Delicious. Simple. Fun. And something you can do together with a young friend or relative. This project automatically divides itself into two easy steps which makes it good for small children. It allows them to play for a while in between so they get a nice break between focused efforts.
To get started, have everyone first put aprons on; if you don’t have aprons, do it the way my grandmother did back in the thirties: fold a clean tea towel or dishtowel into a triangle, wrap it around your middle and fasten in the back with a safety pin. If you are thin enough you can tie it.
Put the cinnamon mixture into a salt shaker that has been washed and dried thoroughly. Be sure it has big holes. I have one dedicated to cinnamon-sugar at home. Do your cinnamon toast work at the kitchen table – it’s a good height for your short helpers to stand on chairs and work efficiently. Wipe the kitchen table and dry it thoroughly with a towel, then lay out slices of your favorite bread. Spread salted butter evenly and rather thickly across the entire surface. Of course your little ones will not do such a great job, but you want to know what the goal is, which is, a fun time for all. Sprinkle the cinnamon-sugar mixture evenly and generously across the top.
Select your favorite cookie cutter shapes. Best to choose shapes that are squarish or roundish, rather than long and thin, or with edges sticking out like whiskers or branches; these things tend to get broken. Cut out as many pieces as you can out of each slice of bread. Place everything on a cookie rack (the kind you cool cookies and cakes on after they have come out of the oven) including the out-takes, and bake in a 300˚ oven. Watch your toasts carefully! They should take about fifteen minutes, but the amount of time depends upon the thickness and freshness and type of bread you are using, and the size of your shapes. You want them to be completely dry and crispy, not just toasted on the outside. Take one out occasionally to check. Remove from oven when completely dry and slightly brown. During the baking, do a little cleaning up so your table will be ready for part two. Be sure to have the children help with the cleaning, so they become accustomed to the idea that after the fun comes the putting away. After cleaning, the children can be off playing, giving them a break before applying themselves to the next step of the project.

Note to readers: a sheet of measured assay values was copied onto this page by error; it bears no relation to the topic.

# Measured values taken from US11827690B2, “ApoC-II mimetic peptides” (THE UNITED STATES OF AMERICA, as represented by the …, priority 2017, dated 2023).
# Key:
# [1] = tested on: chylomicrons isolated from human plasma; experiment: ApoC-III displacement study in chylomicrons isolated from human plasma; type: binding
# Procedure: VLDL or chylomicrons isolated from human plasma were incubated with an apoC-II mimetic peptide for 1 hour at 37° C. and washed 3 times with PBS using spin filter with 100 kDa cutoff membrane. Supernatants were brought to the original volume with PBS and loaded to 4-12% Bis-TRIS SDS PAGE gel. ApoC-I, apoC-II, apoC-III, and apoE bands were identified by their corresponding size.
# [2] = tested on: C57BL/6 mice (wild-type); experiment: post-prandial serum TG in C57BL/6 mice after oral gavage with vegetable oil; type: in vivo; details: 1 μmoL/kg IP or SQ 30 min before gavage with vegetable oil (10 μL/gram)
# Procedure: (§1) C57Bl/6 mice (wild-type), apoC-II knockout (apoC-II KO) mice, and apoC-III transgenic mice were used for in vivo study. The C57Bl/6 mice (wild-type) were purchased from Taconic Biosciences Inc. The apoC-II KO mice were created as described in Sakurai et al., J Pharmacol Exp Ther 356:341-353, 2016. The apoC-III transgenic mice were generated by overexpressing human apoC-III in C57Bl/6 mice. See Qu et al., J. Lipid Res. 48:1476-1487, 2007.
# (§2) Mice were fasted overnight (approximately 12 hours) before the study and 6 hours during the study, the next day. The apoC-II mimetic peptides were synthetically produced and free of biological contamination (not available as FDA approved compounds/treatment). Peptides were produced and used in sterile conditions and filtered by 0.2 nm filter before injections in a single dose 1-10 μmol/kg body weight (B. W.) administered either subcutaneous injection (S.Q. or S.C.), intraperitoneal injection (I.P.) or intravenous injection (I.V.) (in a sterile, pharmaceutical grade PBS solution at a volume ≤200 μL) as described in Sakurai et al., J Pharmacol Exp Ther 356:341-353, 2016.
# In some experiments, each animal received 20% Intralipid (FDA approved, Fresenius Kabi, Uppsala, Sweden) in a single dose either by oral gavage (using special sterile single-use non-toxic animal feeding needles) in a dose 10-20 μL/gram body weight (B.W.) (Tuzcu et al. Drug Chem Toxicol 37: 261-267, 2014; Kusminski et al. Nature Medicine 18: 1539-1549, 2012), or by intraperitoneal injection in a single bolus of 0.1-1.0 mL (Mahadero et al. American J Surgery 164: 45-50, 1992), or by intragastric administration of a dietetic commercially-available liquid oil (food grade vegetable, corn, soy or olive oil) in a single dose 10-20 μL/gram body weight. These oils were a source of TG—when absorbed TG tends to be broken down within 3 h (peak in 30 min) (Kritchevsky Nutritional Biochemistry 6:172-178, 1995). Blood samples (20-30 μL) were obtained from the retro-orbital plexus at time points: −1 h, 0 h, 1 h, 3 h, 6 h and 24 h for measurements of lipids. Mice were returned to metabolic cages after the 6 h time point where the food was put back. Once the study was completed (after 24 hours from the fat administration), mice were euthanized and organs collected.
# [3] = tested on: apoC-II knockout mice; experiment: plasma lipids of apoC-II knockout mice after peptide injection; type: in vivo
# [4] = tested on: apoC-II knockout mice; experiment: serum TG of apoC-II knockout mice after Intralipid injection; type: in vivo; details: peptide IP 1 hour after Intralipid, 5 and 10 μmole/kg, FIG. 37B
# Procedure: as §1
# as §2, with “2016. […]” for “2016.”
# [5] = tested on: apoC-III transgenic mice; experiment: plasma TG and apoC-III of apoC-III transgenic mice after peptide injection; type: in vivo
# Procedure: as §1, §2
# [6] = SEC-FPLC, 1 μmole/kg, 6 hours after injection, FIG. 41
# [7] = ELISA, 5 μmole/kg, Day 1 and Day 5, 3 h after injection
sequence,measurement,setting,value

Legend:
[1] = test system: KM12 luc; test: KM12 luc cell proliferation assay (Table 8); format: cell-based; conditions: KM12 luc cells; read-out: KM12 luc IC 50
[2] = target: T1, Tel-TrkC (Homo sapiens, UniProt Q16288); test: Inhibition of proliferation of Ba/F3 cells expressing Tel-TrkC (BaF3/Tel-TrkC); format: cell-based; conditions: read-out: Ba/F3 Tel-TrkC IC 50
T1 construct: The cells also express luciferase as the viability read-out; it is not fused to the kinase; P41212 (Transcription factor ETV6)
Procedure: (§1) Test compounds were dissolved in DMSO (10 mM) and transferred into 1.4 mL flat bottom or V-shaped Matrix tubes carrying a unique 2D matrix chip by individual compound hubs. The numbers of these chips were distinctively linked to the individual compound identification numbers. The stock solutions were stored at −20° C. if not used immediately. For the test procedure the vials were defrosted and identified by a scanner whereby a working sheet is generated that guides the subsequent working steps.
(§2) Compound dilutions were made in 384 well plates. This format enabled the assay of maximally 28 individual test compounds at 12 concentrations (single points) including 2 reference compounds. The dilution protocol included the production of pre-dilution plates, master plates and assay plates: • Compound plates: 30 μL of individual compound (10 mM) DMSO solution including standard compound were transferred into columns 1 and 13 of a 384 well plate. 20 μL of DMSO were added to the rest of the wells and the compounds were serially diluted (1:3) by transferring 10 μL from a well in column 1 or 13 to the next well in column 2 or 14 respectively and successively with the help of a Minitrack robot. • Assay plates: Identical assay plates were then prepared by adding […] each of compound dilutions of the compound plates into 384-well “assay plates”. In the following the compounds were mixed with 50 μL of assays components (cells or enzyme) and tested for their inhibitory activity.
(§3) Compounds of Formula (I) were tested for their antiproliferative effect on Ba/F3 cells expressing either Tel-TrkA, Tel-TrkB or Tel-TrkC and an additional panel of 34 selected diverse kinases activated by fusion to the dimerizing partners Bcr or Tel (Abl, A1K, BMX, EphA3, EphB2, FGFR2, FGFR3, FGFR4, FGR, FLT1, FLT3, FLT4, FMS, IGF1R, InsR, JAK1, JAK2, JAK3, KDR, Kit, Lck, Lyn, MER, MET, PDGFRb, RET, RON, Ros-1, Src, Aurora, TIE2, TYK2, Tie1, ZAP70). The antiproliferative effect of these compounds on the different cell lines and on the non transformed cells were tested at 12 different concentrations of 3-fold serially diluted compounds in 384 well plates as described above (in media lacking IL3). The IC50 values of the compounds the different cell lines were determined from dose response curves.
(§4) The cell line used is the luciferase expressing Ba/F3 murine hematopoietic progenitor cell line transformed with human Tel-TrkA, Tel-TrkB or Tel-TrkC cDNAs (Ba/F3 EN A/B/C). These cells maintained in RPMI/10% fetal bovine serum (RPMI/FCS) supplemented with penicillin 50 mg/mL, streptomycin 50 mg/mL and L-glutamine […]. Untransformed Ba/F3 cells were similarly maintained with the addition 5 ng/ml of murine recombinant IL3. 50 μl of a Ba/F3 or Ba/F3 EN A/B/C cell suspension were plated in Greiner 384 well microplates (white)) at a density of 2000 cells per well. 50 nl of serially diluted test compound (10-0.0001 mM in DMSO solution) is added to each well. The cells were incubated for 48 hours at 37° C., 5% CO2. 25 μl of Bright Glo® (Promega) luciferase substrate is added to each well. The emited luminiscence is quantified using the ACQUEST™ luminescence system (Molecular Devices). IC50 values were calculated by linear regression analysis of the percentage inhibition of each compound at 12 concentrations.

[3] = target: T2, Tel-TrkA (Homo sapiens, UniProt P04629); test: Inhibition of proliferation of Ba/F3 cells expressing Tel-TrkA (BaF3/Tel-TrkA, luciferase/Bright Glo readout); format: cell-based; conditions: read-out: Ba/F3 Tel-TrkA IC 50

To package my toasts I used a flower-top box in red to make a super-bright party favor. Form the boxes all at once. Then, when the boxes are all made, carefully place the toasts inside them. Fold the top down, and allow the flower to poof up a little. I used small square shape labes in Boxicle style, Spice. I also used diamond shape favor tags.
Now stand back and admire your lovely packages. Award your child with one of their very own, and put the rest out on the table to be ready for your party!
…Oh, but you ask, what do you do with the out-takes? You munch on them! Or you save them to serve to your proud family for dessert that night!
Guidelines for Simple Gifts:
• Plan ahead. Think about and decide what you want to do well in advance so you can do the shopping portion of the giftmaking along with other errands. Have all materials and ingredients on hand when it is time to make the gift.
• Packaging. Pretty packaging makes any gift special. Arm yourself with a supply of small boxes or cellophane bags and ribbon. We also recommend having your own personalized tags or labels on hand. Use generic wording so they can be used on a multitude of items. For example, mom’s tags and labels say “with love from Grammie.” With no reference to what the item is, they can be used on anything!
• It is not the item itself that is special; it is the idea that you think enough about a person to prepare something personally for them. Sometimes your gift doesn’t even have to be handmade; but hand-assembled. Follow this monthly series and you will see examples of both.